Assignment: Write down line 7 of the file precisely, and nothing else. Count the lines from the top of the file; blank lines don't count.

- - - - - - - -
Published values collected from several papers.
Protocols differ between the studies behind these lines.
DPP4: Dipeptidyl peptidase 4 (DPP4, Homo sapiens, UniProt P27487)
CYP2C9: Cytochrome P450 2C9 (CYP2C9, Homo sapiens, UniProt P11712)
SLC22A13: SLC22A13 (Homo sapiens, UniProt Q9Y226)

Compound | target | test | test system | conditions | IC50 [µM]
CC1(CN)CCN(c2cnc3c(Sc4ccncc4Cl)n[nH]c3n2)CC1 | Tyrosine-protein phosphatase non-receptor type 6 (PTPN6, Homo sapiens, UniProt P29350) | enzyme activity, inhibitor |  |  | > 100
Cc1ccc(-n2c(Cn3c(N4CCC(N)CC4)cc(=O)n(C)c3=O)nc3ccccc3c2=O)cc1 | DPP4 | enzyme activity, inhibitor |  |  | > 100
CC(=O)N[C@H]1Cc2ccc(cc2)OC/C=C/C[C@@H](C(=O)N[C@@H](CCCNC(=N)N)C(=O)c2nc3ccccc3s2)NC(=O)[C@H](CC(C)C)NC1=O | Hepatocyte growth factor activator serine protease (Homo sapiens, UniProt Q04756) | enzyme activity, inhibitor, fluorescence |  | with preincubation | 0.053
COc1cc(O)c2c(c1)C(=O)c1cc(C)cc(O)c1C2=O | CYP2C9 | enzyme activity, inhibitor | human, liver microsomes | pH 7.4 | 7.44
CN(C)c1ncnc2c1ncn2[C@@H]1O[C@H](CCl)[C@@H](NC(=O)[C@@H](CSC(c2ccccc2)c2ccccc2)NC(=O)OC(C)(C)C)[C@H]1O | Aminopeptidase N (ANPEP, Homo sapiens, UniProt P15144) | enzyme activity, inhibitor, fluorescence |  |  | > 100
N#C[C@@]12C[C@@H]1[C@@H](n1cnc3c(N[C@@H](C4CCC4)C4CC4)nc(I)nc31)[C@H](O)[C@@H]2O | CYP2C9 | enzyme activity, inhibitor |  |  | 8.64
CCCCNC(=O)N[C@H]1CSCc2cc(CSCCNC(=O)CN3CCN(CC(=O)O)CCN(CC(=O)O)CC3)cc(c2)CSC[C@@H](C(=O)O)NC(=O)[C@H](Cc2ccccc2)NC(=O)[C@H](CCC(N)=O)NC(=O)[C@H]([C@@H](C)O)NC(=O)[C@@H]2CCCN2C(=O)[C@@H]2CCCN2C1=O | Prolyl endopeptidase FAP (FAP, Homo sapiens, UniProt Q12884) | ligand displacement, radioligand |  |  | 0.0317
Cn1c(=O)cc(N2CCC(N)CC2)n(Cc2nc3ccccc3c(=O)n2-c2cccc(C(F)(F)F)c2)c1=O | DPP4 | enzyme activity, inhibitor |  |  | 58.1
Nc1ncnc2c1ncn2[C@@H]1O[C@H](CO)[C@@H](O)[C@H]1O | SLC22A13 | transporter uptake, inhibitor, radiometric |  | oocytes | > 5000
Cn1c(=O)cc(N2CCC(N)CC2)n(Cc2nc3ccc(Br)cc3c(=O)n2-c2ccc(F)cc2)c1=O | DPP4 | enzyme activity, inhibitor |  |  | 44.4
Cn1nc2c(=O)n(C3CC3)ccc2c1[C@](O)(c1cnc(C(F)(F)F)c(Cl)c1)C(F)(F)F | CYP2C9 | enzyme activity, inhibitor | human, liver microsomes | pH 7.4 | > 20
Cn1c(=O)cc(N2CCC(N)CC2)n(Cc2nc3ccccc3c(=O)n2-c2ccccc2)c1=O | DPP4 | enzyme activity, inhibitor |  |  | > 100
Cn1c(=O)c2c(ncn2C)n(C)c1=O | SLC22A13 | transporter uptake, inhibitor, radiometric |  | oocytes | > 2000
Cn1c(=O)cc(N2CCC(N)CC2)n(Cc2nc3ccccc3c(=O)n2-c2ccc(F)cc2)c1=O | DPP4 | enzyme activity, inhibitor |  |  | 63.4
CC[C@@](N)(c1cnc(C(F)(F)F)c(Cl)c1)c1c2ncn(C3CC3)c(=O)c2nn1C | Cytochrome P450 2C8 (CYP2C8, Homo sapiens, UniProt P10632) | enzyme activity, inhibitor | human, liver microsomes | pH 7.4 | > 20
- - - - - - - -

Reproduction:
CC1(CN)CCN(c2cnc3c(Sc4ccncc4Cl)n[nH]c3n2)CC1 | Tyrosine-protein phosphatase non-receptor type 6 (PTPN6, Homo sapiens, UniProt P29350) | enzyme activity, inhibitor |  |  | > 100